archive has a place.
I put a proposal together about ten years ago now for a digital archive and started looking for funding
for it, particularly for skills where we knew craftspeople were on the way out, for instance Trevor
Austen, the rake maker. I wanted to get that recorded so that some of those skills could be passed on,
or there would be something. When I started trying to learn bowl turning, if there had been a film of
George Lailey, it would have helped me enormously. You would still lose a lot of the subtle nuances
that you do get when you get direct transition, but you would save some of it, and I think there is a
place for it.
I would temper that with a note of caution in that oftentimes filmmakers go in and think it is a
question of pointing a camera at someone doing the job, and they will manage to capture what is
important. It is not that easy because when someone is just doing the job, the difficult bits just happen
without you seeing that they are happening. My ex-wife did a Ph.D. in the transfer of tacit knowledge
and recording that with digital technology. I could share that Ph.D. thesis with you. It is quite
interesting, but it is not straightforward.
Glenn Adamson: Another question.
Debate Attendee: I am a design student at Goldsmiths making lots of things. Right now, I have a
bunch of embroidery in my bag. My question is, as much as passing these skills from person to
person is the best way to do it, I do not think we can escape the fact that the majority of people are
going to be turning to sources such as YouTube, which I think is a digital archive that already exists
for all sorts of numbers of skills. When is the balance going to shift, or will it ever shift, from being the
craft of producing teaching aids for a digital marketplace rather than trying to balance the two? When
is it going to be that we will be working to teach a stranger that we will never see as hard as possible,
and then how to make that marketly viable? Robin Wood: There is an awful lot of people working in digital that are questioning how you make
it viable. The Guardian still have not worked out how to monetise their website. It is very difficult. It
is easy to get a lot of hits. It is easy to share knowledge. I have actually uploaded a lot of information
about my craft on to YouTube—films of me turning. I have got people who have learnt from those in
Japan, in the States, in Sweden, in Germany without ever having seen me, and quite a few of those are
now professional turners, doing what I do, so it is possible. But making it financially viable, if you can
work out how to do that, I would like to know.
Corrine Julius: I am Corrine Julius and I am a journalist and broadcaster so I am making in a slightly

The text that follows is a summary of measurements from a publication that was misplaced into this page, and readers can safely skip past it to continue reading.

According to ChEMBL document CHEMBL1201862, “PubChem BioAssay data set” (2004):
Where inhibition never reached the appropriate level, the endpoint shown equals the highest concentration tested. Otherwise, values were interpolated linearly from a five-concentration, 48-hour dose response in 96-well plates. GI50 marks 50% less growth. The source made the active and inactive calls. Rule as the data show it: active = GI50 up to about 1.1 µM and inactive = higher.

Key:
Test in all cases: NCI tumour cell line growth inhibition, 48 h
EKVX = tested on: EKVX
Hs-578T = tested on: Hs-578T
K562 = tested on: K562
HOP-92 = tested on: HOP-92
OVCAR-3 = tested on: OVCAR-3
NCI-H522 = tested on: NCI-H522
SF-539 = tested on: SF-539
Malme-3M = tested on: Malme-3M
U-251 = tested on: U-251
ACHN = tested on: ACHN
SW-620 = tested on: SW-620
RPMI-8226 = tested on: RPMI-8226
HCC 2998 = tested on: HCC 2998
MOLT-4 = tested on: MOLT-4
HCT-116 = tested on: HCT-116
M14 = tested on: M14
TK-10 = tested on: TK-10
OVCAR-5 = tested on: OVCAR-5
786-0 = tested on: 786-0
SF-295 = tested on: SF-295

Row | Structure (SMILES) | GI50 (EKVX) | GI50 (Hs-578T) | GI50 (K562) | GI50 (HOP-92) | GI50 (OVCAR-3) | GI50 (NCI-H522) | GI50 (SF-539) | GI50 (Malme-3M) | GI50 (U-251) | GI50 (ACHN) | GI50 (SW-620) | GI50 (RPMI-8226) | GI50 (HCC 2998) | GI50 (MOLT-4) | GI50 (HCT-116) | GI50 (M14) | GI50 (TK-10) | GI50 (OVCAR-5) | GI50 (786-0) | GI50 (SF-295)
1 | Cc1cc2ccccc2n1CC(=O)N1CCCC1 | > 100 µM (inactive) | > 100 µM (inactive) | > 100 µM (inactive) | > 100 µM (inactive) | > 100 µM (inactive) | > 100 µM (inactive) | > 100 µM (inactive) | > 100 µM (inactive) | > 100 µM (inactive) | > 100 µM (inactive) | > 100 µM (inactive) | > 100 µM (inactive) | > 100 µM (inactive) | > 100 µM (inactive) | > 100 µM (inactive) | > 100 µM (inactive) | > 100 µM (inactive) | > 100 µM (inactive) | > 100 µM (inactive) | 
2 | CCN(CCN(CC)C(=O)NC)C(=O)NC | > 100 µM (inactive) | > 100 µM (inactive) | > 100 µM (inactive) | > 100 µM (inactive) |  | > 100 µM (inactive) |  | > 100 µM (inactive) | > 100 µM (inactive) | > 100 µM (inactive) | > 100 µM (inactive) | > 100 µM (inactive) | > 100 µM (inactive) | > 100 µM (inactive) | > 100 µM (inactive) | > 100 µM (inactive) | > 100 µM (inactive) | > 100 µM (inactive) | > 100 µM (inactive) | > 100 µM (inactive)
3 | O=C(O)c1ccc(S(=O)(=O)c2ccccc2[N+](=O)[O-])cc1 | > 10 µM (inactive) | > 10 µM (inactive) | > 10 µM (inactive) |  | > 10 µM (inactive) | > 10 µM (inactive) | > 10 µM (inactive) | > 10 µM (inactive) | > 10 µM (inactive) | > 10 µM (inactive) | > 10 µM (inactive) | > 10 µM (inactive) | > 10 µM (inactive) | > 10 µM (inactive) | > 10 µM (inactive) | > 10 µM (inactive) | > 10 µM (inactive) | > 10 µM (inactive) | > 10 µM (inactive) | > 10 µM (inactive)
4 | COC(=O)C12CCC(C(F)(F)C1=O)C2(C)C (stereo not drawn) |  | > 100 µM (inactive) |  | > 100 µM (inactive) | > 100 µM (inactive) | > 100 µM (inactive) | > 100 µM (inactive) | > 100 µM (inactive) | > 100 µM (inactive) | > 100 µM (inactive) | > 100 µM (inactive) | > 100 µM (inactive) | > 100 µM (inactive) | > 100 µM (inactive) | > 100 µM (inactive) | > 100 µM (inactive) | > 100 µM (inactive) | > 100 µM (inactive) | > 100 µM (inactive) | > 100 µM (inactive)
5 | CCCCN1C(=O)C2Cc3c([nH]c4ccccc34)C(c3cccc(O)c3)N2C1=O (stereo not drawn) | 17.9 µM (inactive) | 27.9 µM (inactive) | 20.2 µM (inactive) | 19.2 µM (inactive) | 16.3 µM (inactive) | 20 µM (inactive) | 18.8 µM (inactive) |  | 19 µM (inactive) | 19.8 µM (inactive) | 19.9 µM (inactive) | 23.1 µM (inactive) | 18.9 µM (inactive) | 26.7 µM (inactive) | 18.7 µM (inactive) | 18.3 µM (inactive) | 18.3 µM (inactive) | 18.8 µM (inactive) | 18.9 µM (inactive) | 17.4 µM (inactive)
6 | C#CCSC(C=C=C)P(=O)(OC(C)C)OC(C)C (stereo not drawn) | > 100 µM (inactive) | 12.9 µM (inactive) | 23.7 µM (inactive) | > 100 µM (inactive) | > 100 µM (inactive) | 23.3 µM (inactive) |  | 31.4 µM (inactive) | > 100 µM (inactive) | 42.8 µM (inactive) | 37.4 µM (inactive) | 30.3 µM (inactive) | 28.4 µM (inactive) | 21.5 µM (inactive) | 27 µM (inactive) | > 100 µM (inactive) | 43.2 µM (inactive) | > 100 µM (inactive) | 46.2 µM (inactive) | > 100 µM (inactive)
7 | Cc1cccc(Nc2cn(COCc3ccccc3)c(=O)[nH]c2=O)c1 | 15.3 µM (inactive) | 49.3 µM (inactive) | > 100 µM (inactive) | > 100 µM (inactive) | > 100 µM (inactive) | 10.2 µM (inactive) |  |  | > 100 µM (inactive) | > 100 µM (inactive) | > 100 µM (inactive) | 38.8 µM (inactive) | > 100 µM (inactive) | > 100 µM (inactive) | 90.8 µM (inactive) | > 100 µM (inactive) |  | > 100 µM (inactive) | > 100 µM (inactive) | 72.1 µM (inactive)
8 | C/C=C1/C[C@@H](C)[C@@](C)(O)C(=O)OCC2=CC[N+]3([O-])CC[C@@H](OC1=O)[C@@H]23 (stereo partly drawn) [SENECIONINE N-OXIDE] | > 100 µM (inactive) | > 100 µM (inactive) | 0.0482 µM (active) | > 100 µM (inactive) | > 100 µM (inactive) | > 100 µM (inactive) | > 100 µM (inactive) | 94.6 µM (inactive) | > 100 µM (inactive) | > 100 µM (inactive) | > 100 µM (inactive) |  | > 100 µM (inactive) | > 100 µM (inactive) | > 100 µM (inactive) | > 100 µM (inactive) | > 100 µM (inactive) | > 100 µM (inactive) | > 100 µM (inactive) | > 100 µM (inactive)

different way. This is not really a question but it is to go back to the interest in making and if people
are going to appreciate making, they also have to do it. I just wanted to mention a scheme which really
relates to what Tanya is saying, which is being launched tomorrow by Daniel Charny, the curator
of ‘The Power of Making’, which is called ‘Fixperts’. This is a scheme by which he is going to put
people in touch, at the moment, with people who have particular needs related to illnesses like MS
with people who fix things and who create things. The relationship is going to be filmed and used in
tertiary education and, eventually, in secondary education. It is trying to get the excitement of trying
to solve things. It is getting people to see there is a problem and just maybe I could fix it, so that your
father could have taught you to fix something and all of those skills. When people get that excitement,
then they start to appreciate it. It is also a question of using some of the skills your members have and
transferring them, which is the second part of this conference, as to how those are used. I have always
felt there was some tension because of this competition for funds between the heritage branch and the
arts branch, and I think that is a shame. Really, we should all be pushing in the same direction.
Glenn Adamson: Thank you very much for that comment. We only have time for one more question.
Amanda Jones from the Crafts Council: Congratulations on your conference. We had ours yesterday
and I am still a bit shell-shocked because it was fundamentally something that a lot of us, including
me, made. I just wanted to actually pick up on what Robin said but to pick up more directly on what
Corrine said. I do not think it is or should or can be a competition. I think there is a continuum.
All things are valuable, but certainly Robin’s point about the fact that things need to be sustainable,
I think everybody has said is key. Yesterday, at our conference, we had two references to bespoke
tailoring, and we had a bespoke tailor who absolutely is working in a tradition that stretches as far
back in tailoring as it can go. He was taught it by somebody who tailored until they were ninety
and is no longer with us. He is now working with Professor Roger Kneebone. They are talking
together about how pattern cutting and surgical cutting can influence and help each other, and I
think that is as much a part of the continuum and that is as much a part of helping things to survive
as preservation, which I think we all agree is not necessarily the best word, but it is all important in
making the right people take notice of important skills.
Glenn Adamson: That seems like a wonderful place to leave it. I am sorry we do not have enough time
to continue but there will be, of course, time for conversation afterwards with all of our speakers. Can
I ask you to help me thank our first panel of speakers?